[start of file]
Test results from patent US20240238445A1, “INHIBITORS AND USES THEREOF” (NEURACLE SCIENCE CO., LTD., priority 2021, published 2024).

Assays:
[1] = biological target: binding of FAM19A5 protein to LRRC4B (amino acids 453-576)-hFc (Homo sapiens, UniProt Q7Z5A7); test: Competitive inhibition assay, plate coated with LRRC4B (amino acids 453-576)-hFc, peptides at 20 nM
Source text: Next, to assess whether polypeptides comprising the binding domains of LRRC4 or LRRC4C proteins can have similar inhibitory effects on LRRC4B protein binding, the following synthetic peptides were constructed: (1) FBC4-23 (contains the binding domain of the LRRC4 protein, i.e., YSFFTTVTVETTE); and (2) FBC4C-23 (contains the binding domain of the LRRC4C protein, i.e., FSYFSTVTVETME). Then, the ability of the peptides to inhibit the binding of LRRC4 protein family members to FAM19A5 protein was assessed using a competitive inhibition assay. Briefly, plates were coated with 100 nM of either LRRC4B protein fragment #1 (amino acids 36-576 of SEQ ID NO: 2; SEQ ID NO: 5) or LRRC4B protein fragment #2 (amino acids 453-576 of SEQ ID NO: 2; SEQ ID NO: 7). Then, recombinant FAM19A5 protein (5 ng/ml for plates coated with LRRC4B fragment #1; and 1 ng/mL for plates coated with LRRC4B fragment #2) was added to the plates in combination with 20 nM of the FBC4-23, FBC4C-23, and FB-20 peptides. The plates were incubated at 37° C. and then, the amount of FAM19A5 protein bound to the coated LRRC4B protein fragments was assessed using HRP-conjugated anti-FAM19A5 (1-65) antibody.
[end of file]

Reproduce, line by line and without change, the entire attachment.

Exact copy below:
Test results from patent US20240238445A1, “INHIBITORS AND USES THEREOF” (NEURACLE SCIENCE CO., LTD., priority 2021, published 2024).

Assays:
[1] = biological target: binding of FAM19A5 protein to LRRC4B (amino acids 453-576)-hFc (Homo sapiens, UniProt Q7Z5A7); test: Competitive inhibition assay, plate coated with LRRC4B (amino acids 453-576)-hFc, peptides at 20 nM
Source text: Next, to assess whether polypeptides comprising the binding domains of LRRC4 or LRRC4C proteins can have similar inhibitory effects on LRRC4B protein binding, the following synthetic peptides were constructed: (1) FBC4-23 (contains the binding domain of the LRRC4 protein, i.e., YSFFTTVTVETTE); and (2) FBC4C-23 (contains the binding domain of the LRRC4C protein, i.e., FSYFSTVTVETME). Then, the ability of the peptides to inhibit the binding of LRRC4 protein family members to FAM19A5 protein was assessed using a competitive inhibition assay. Briefly, plates were coated with 100 nM of either LRRC4B protein fragment #1 (amino acids 36-576 of SEQ ID NO: 2; SEQ ID NO: 5) or LRRC4B protein fragment #2 (amino acids 453-576 of SEQ ID NO: 2; SEQ ID NO: 7). Then, recombinant FAM19A5 protein (5 ng/ml for plates coated with LRRC4B fragment #1; and 1 ng/mL for plates coated with LRRC4B fragment #2) was added to the plates in combination with 20 nM of the FBC4-23, FBC4C-23, and FB-20 peptides. The plates were incubated at 37° C. and then, the amount of FAM19A5 protein bound to the coated LRRC4B protein fragments was assessed using HRP-conjugated anti-FAM19A5 (1-65) antibody.